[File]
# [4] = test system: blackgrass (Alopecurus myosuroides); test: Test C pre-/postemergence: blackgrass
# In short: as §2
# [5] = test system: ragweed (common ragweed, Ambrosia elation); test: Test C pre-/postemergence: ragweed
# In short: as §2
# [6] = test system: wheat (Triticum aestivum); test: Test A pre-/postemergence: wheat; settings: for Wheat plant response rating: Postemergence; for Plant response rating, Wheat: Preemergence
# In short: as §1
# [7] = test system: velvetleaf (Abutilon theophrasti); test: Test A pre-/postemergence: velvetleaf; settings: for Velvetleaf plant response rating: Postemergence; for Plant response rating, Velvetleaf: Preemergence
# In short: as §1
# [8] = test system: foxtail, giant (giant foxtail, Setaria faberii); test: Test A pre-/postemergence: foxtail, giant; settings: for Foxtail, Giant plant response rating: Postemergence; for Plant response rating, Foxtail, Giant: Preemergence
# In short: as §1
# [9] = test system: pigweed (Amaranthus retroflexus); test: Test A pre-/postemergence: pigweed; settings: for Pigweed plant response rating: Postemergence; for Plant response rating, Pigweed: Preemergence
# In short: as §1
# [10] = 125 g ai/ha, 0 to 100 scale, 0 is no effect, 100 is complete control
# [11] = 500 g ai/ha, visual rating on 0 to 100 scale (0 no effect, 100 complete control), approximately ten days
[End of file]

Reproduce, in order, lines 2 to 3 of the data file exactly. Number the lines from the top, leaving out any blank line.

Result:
# In short: as §2
# [5] = test system: ragweed (common ragweed, Ambrosia elation); test: Test C pre-/postemergence: ragweed